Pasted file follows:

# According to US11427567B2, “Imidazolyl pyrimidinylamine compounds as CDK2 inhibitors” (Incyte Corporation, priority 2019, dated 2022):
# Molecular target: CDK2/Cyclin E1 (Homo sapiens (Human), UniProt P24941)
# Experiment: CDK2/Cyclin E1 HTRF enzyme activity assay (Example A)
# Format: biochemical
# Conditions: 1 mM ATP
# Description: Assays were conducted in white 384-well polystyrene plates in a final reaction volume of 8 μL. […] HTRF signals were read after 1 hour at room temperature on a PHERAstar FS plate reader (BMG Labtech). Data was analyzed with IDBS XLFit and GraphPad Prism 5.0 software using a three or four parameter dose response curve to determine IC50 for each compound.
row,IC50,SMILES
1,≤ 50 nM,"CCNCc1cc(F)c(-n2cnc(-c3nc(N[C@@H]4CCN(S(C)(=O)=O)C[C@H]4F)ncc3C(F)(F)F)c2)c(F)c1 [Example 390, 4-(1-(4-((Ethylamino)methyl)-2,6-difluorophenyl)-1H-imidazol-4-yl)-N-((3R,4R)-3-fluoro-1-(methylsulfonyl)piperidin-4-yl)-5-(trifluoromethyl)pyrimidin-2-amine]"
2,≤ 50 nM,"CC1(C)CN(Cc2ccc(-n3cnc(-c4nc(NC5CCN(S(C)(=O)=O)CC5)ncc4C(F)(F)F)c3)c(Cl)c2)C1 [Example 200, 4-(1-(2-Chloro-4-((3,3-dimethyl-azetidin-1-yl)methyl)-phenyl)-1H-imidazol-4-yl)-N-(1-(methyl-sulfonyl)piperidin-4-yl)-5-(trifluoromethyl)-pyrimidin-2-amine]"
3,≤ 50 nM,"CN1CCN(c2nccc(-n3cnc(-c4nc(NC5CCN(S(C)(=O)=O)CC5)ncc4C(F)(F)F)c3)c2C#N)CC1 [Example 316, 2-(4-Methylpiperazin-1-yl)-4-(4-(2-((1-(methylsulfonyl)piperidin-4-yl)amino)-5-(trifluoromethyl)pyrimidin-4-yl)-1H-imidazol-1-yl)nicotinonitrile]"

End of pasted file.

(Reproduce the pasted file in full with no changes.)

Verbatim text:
# According to US11427567B2, “Imidazolyl pyrimidinylamine compounds as CDK2 inhibitors” (Incyte Corporation, priority 2019, dated 2022):
# Molecular target: CDK2/Cyclin E1 (Homo sapiens (Human), UniProt P24941)
# Experiment: CDK2/Cyclin E1 HTRF enzyme activity assay (Example A)
# Format: biochemical
# Conditions: 1 mM ATP
# Description: Assays were conducted in white 384-well polystyrene plates in a final reaction volume of 8 μL. […] HTRF signals were read after 1 hour at room temperature on a PHERAstar FS plate reader (BMG Labtech). Data was analyzed with IDBS XLFit and GraphPad Prism 5.0 software using a three or four parameter dose response curve to determine IC50 for each compound.
row,IC50,SMILES
1,≤ 50 nM,"CCNCc1cc(F)c(-n2cnc(-c3nc(N[C@@H]4CCN(S(C)(=O)=O)C[C@H]4F)ncc3C(F)(F)F)c2)c(F)c1 [Example 390, 4-(1-(4-((Ethylamino)methyl)-2,6-difluorophenyl)-1H-imidazol-4-yl)-N-((3R,4R)-3-fluoro-1-(methylsulfonyl)piperidin-4-yl)-5-(trifluoromethyl)pyrimidin-2-amine]"
2,≤ 50 nM,"CC1(C)CN(Cc2ccc(-n3cnc(-c4nc(NC5CCN(S(C)(=O)=O)CC5)ncc4C(F)(F)F)c3)c(Cl)c2)C1 [Example 200, 4-(1-(2-Chloro-4-((3,3-dimethyl-azetidin-1-yl)methyl)-phenyl)-1H-imidazol-4-yl)-N-(1-(methyl-sulfonyl)piperidin-4-yl)-5-(trifluoromethyl)-pyrimidin-2-amine]"
3,≤ 50 nM,"CN1CCN(c2nccc(-n3cnc(-c4nc(NC5CCN(S(C)(=O)=O)CC5)ncc4C(F)(F)F)c3)c2C#N)CC1 [Example 316, 2-(4-Methylpiperazin-1-yl)-4-(4-(2-((1-(methylsulfonyl)piperidin-4-yl)amino)-5-(trifluoromethyl)pyrimidin-4-yl)-1H-imidazol-1-yl)nicotinonitrile]"